I've often told the story about the car I drove during my first stint in grad school back in the 1980s: a used Mazda GLC, which, depending on your perspective, stands for "Great Little Car" or "Ghastly Lemon Crap." Among the car's many foibles was a tendency for the doors to freeze shut in the winter, so that I would go out in the morning all dressed up for my T.A. gig--wool skirt, silk blouse, high heels, faux-pearl necklace, long wool coat--and find that the only way to get into the car was to open the hatchback and climb over the seats, taking care not to nudge the gearshift lever into Neutral and set the car rolling. Not a particularly graceful way to start the day.
I've often talked about that car in the context of terrible-car stories, but these days I look back and want to slap myself silly for dressing so unsuitably for the weather. Seriously, what was I thinking? Silk, high heels, and faux pearls do nothing to protect the body from the hazards of ice, snow, sleet, and slush.
But in my defense, I was a newbie tackling my first teaching gig, just a few years older than my students, and I felt the need to Dress for Success. Over the years a sense of sartorial inadequacy has led to wardrobe choices that in hindsight look pretty egregious: the infamous peacock dress; the red and black faux-moleskin interview suit that made me sweat buckets; the polyester double-knit jacket with nautical trim that made me look like a rear admiral who'd slept in his uniform--not to mention decades of uncomfortable shoes.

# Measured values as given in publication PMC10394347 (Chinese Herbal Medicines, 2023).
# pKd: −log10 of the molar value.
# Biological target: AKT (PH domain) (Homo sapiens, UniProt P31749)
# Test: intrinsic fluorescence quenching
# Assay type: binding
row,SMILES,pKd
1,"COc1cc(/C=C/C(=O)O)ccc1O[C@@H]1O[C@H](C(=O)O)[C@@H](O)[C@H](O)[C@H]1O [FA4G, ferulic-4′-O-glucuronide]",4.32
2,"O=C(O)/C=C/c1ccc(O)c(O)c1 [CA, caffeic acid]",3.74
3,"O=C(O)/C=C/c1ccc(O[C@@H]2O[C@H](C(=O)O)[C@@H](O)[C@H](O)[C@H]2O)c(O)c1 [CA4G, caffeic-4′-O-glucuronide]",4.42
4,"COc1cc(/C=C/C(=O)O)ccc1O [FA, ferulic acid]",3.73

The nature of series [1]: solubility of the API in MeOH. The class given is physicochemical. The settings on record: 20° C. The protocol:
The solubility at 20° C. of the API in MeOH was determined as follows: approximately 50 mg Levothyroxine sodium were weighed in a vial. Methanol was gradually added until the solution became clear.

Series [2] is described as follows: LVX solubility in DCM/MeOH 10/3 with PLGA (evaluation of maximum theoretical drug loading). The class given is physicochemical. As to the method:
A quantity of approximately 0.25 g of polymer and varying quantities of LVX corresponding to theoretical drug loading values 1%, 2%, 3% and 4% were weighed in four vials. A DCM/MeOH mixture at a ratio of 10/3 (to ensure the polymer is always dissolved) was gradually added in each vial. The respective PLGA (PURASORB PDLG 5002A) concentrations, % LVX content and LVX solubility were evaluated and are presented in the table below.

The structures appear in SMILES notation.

Today I'm sitting in my office in plain black chinos, sandals (because they don't make my feet hurt), and a print blouse that I almost didn't buy because it struck me as something a Grandma would wear. No pearls, no earrings, no jewelry at all (because ever since my brief encounter with peripheral neuropathy, it bothers me to have stuff attached to my flesh). I'm wearing a little moisturizer and powder but I have finally and definitively given up lipstick (because I can't find a brand, no matter how special and expensive, that doesn't make my lips crack and bleed). All told, I look like someone who has given up trying to dress professionally.
But I'm okay with that. I admire and envy colleagues who somehow manage to look stylish and professional every single day while carrying a heavy burden of teaching, professional development, and service, but that doesn't mean I'm going to expend any energy on joining their ranks. I long ago realized that no one's ever going to award me a chili pepper on ratemyprofessors.com, and I've come to terms with my inner Grandma. If students get distracted by colorful Grandma blouses and scarves, maybe they'll find it easier to stay awake in class. (Besides, I'm a better teacher when my feet don't hurt.)